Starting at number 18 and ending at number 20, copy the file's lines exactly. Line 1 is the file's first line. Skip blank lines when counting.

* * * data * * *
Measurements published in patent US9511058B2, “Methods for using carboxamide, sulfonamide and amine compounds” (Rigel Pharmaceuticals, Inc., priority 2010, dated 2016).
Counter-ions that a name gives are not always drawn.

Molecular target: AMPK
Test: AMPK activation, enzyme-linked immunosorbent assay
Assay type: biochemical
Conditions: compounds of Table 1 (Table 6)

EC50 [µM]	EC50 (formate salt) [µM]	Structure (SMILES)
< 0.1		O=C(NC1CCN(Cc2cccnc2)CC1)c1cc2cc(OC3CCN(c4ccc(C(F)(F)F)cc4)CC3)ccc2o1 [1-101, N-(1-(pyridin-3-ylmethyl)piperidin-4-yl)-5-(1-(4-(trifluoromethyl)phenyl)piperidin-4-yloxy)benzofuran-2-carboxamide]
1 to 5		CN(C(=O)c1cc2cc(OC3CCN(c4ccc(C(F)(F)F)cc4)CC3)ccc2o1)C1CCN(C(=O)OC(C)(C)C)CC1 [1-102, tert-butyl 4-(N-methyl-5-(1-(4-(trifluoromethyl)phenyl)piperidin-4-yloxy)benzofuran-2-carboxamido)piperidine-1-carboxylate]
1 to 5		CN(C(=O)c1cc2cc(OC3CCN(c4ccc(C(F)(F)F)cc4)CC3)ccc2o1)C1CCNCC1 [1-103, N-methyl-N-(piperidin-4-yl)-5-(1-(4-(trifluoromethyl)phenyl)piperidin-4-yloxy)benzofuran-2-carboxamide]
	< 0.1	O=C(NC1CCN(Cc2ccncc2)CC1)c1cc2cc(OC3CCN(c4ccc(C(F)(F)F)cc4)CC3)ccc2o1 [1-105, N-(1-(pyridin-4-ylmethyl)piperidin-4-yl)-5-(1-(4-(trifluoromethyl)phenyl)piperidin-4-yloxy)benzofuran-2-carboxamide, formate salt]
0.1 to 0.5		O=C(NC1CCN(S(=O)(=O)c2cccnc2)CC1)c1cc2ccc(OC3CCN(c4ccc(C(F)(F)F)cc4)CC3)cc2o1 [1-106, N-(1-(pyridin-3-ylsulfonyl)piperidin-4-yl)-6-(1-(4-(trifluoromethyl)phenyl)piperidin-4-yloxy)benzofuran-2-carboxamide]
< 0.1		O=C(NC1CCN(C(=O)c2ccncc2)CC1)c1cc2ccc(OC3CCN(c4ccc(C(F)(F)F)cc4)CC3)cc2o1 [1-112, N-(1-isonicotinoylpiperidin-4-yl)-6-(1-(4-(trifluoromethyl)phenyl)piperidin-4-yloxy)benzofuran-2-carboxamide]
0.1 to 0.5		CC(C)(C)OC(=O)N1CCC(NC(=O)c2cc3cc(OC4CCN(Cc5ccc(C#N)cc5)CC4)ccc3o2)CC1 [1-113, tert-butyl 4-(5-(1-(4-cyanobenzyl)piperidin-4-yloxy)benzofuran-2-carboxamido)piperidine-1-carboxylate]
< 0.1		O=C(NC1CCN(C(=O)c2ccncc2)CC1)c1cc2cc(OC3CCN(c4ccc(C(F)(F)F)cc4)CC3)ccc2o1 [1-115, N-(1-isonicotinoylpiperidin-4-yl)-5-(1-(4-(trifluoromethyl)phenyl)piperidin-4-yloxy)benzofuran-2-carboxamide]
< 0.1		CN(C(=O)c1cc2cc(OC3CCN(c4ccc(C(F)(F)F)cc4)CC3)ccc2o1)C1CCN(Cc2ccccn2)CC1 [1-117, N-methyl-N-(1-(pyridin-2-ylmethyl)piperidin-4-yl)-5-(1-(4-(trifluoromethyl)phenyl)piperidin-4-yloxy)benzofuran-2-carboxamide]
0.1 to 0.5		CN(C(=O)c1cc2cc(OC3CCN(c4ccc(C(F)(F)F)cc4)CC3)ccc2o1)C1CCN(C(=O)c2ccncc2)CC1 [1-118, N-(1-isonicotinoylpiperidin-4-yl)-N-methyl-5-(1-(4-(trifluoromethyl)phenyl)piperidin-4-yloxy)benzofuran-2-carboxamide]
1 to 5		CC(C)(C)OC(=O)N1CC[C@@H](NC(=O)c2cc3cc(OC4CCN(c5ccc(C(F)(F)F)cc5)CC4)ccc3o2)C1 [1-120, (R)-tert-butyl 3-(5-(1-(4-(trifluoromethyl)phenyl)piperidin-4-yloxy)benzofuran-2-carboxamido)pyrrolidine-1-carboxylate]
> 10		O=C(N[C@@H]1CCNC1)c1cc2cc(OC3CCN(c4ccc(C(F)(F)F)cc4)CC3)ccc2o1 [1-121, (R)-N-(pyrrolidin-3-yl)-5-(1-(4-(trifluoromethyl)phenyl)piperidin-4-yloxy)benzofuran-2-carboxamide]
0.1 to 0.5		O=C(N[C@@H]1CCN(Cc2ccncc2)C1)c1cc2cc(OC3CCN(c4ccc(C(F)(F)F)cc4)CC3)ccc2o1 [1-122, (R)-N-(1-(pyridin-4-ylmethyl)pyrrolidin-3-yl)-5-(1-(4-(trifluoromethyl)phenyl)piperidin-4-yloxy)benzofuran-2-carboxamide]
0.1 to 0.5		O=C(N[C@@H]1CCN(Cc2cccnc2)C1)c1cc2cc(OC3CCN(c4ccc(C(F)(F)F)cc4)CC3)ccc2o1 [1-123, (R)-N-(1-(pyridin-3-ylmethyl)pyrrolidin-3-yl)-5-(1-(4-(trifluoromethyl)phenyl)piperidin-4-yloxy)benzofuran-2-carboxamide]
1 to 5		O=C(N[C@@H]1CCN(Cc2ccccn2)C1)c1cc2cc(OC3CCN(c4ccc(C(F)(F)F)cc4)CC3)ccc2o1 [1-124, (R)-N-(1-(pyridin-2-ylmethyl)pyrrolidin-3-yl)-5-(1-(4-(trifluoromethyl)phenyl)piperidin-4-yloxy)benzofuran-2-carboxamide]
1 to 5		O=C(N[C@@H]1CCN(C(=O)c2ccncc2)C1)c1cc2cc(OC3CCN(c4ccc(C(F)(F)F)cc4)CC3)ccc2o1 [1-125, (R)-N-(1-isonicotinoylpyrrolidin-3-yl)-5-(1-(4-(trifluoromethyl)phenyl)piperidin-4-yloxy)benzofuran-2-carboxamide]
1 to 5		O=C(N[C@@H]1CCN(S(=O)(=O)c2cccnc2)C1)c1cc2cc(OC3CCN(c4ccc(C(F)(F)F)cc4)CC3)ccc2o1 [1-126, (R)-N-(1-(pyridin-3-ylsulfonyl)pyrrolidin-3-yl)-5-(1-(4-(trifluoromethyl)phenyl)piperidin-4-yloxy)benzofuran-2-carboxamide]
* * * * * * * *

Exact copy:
1 to 5		CC(C)(C)OC(=O)N1CC[C@@H](NC(=O)c2cc3cc(OC4CCN(c5ccc(C(F)(F)F)cc5)CC4)ccc3o2)C1 [1-120, (R)-tert-butyl 3-(5-(1-(4-(trifluoromethyl)phenyl)piperidin-4-yloxy)benzofuran-2-carboxamido)pyrrolidine-1-carboxylate]
> 10		O=C(N[C@@H]1CCNC1)c1cc2cc(OC3CCN(c4ccc(C(F)(F)F)cc4)CC3)ccc2o1 [1-121, (R)-N-(pyrrolidin-3-yl)-5-(1-(4-(trifluoromethyl)phenyl)piperidin-4-yloxy)benzofuran-2-carboxamide]
0.1 to 0.5		O=C(N[C@@H]1CCN(Cc2ccncc2)C1)c1cc2cc(OC3CCN(c4ccc(C(F)(F)F)cc4)CC3)ccc2o1 [1-122, (R)-N-(1-(pyridin-4-ylmethyl)pyrrolidin-3-yl)-5-(1-(4-(trifluoromethyl)phenyl)piperidin-4-yloxy)benzofuran-2-carboxamide]